Here We Go Again
Posted by Michael Cohen
The Bush administration is preparing to declare that Iran's Revolutionary Guard Corps is a foreign terrorist organization, senior administration officials said Tuesday.
If imposed, the declaration would signal a more confrontational turn in the administration’s approach to Iran and would be the first time that the United States has added the armed forces of any sovereign government to its list of terrorist organizations.
I suppose this shouldn't come as a huge surprise since we've heard the sabers rattling on Iran for a few weeks now. But one part of the story really jumped out at me for its sad/tragic/comedic nature:
A move toward putting the Revolutionary Guard on the foreign terrorist list would serve at least two purposes for Ms. Rice: to pacify, for a while, administration hawks who are pushing for possible military action, and to further press America’s allies to ratchet up sanctions against Iran in the Security Council.
Only in the Bush administration would declaring a foreign country's military a terrorist organization qualify as a moderating step.
Not to be overly filppant here, but Iran's nuclear program is a serious issue. After all, non-proliferation has been a cornerstone of American foreign policy since the dawn of the nuclear age. I didn't even realize until recently but according to former Secretary of Defense, William Perry, President Clinton actually threatened the use of force against North Korea in 1994 if they reprocessed spent fuel to make plutonium. And the Clinton Administration wasn't exactly what you would call "trigger-happy" so clearly this was a big deal at the time.
Yet, in one more example of why the war in Iraq has been a disaster for U.S. foreign policy, our choices are incredibly narrow in how to deal with this issue. Due to our weakened international standing we have greatly diminished influence with our Allies and in the United Nations. But from military standpoint even if we wanted to rattle some cages (and no, I am not advocating a military strike against Iran) the presence of U.S. troops in Iraq and the weakened state of our military makes such an option much more difficult. Even if we wanted to threaten force I don't think it would resonate with the Iranians. As Perry argues, it certainly resonated with the North Koreans (and so no one gets the wrong impression I am not advocating a military strike against North Korea).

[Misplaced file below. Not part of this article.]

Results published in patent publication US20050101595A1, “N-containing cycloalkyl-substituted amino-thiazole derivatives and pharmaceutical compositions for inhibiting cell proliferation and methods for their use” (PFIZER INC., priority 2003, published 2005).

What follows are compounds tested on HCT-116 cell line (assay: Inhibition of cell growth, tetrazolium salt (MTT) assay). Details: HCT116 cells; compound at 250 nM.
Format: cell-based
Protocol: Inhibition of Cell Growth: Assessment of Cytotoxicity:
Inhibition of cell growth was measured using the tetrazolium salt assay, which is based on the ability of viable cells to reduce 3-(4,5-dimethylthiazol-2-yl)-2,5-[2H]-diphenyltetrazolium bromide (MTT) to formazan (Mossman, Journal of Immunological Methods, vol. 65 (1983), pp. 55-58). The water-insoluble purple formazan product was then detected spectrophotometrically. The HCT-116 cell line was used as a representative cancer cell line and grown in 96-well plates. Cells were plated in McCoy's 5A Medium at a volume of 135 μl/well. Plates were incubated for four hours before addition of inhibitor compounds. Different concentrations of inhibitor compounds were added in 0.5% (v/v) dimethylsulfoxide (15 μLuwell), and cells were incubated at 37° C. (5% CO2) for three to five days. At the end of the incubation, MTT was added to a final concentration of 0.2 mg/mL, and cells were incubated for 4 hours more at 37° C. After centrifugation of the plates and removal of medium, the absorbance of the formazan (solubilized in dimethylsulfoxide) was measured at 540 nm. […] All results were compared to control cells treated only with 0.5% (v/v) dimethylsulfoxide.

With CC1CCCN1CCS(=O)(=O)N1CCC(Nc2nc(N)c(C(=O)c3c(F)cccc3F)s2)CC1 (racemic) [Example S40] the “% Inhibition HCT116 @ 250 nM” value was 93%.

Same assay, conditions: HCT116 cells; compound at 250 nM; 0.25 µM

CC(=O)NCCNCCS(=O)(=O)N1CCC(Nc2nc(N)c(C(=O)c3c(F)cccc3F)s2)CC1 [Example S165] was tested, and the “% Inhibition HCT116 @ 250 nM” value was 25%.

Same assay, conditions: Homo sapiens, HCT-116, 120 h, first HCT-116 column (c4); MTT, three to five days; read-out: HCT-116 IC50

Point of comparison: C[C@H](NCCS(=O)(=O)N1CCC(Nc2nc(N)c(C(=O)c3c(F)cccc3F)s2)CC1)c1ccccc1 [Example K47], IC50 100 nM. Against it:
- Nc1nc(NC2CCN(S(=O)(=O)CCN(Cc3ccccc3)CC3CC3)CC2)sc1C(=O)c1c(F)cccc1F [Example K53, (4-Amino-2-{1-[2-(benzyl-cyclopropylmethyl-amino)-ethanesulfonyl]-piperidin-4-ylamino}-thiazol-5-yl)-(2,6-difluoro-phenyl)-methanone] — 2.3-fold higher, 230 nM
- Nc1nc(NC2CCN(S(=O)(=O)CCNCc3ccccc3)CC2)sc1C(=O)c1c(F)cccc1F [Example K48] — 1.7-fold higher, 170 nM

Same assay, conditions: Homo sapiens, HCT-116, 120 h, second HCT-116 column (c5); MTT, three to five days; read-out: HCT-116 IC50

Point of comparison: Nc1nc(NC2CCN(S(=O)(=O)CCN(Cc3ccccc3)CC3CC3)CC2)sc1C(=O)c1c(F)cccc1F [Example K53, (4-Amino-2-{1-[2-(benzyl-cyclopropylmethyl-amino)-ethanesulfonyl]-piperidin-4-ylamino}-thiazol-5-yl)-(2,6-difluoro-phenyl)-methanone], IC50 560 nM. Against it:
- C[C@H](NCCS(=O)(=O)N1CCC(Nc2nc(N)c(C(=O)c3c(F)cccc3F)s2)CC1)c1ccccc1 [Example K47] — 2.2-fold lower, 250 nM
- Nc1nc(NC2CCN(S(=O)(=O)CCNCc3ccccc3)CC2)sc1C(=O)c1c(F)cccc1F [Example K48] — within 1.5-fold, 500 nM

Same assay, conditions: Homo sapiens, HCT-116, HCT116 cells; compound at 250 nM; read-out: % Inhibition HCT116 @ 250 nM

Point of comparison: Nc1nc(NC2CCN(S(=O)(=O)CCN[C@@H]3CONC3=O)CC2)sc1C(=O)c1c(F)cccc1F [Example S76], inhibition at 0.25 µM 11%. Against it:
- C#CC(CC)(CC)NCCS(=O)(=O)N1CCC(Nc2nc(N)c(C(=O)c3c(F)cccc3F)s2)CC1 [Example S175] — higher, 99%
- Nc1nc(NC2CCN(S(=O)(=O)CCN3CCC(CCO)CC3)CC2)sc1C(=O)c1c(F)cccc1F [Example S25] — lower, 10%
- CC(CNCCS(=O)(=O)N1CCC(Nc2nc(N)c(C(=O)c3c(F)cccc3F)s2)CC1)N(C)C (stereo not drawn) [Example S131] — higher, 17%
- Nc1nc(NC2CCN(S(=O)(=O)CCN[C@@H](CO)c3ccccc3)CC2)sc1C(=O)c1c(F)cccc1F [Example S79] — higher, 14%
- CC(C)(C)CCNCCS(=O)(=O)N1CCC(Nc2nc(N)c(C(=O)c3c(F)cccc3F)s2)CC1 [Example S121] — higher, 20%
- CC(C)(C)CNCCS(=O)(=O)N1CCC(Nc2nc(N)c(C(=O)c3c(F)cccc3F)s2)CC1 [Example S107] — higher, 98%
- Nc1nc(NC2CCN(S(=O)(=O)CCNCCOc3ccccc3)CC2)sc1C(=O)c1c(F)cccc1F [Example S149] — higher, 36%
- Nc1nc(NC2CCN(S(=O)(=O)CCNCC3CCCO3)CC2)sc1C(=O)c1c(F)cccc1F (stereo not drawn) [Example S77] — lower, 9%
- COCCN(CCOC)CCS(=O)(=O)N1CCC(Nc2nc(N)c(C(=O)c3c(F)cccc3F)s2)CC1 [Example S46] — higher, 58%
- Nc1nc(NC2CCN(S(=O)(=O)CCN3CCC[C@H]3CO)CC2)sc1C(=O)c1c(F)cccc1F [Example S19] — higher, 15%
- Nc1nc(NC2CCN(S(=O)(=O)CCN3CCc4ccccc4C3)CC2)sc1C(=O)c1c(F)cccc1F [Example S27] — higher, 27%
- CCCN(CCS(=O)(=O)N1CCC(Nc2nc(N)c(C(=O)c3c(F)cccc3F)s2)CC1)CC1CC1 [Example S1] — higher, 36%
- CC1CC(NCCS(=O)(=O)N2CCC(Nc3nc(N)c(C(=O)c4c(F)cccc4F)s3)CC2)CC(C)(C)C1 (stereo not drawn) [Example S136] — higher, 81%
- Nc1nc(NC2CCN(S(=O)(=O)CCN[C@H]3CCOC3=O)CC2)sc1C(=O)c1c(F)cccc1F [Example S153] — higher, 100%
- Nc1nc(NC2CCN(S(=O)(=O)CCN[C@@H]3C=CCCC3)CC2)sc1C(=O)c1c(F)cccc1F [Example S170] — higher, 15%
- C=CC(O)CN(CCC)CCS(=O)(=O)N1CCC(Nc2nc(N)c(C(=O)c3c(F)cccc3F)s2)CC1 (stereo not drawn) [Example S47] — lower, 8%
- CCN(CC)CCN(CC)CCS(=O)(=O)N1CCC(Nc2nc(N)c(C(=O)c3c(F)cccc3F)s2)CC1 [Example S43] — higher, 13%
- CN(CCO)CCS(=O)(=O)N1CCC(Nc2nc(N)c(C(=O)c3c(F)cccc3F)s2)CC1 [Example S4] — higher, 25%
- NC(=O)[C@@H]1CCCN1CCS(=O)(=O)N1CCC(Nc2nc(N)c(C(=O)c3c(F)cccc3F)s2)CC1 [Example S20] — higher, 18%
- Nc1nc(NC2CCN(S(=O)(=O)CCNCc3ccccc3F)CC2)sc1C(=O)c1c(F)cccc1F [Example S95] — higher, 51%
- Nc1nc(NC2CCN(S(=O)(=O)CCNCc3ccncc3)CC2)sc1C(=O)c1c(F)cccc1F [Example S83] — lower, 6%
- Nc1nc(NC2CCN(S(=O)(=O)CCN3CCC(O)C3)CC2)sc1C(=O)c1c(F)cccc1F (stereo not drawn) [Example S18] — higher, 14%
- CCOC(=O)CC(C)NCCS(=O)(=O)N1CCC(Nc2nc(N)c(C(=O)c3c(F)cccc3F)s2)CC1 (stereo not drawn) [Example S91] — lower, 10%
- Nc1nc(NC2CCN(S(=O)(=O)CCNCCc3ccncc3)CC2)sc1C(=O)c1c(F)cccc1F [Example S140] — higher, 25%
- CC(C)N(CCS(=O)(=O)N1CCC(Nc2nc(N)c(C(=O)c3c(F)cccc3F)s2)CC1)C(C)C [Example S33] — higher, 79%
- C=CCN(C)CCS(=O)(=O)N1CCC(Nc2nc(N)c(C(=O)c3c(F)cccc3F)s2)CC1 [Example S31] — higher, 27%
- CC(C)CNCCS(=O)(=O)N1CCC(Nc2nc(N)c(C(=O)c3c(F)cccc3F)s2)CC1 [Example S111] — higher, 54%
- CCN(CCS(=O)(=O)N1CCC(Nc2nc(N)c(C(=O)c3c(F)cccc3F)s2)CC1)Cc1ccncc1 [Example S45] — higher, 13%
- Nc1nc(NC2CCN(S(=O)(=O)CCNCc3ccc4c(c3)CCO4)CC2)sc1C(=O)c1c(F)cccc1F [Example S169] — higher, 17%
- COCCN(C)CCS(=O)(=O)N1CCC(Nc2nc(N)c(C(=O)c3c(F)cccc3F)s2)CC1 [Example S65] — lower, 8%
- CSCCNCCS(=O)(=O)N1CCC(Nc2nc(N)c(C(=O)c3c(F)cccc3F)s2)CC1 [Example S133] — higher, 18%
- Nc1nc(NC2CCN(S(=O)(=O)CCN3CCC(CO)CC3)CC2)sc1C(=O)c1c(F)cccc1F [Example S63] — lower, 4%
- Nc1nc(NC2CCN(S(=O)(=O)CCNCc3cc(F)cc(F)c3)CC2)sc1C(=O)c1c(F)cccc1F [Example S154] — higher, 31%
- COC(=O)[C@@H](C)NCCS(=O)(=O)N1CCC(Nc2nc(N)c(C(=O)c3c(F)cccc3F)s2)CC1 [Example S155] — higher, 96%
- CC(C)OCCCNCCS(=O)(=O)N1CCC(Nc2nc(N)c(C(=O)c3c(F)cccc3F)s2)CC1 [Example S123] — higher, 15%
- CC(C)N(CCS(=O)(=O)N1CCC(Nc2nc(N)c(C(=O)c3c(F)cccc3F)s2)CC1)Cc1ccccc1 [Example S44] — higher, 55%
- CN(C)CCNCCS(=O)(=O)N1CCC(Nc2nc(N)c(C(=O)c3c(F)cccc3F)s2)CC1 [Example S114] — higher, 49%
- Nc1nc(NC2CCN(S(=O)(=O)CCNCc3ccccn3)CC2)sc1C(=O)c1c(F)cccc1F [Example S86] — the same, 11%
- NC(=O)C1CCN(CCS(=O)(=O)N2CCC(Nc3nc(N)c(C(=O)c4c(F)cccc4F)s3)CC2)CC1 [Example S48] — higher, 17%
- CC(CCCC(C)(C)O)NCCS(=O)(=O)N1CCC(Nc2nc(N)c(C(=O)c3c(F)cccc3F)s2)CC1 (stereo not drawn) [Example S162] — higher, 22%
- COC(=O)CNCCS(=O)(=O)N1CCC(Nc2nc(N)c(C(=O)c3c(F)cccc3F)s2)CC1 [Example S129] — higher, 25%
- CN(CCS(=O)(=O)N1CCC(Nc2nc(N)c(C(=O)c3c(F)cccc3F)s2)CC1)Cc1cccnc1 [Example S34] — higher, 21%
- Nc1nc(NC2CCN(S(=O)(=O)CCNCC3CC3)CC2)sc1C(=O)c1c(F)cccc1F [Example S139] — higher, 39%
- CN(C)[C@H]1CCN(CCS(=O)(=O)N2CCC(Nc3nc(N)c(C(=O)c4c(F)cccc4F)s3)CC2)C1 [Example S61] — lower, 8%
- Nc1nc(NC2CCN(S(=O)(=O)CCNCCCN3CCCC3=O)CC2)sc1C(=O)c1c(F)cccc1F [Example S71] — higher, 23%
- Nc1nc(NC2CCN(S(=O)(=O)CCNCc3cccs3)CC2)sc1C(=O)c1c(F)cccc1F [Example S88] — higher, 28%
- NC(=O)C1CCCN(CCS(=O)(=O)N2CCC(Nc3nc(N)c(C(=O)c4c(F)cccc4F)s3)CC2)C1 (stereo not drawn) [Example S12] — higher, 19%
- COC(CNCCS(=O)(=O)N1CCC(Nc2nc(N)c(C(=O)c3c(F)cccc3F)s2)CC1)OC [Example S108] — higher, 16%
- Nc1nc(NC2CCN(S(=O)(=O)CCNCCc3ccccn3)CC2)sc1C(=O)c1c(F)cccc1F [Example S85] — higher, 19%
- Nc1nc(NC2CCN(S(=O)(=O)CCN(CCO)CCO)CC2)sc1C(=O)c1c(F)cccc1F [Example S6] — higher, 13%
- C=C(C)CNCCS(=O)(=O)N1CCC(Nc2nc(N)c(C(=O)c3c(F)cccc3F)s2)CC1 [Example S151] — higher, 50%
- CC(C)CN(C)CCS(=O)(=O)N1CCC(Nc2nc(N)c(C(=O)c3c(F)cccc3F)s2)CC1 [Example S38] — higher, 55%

This represents a fundamental weakening of America's deterrent power. In their rush to show the world how "tough" America is, the Bush Administration forgot one of the fundamental lessons of deterrence - once you use force and show people the limitations of how far you will go in using it, it tends to make people fear you less. If you look at the way we've conducted the Iraq and Afghanistan wars, we ironically seem like a bit of a paper tiger, unwilling to take the really difficult steps necessary for victory (such as sending US troops into Tora Bora to capture or kill the guy who murdered 3,000 Americans). This is one case where sometimes what's not known is more powerful that what is.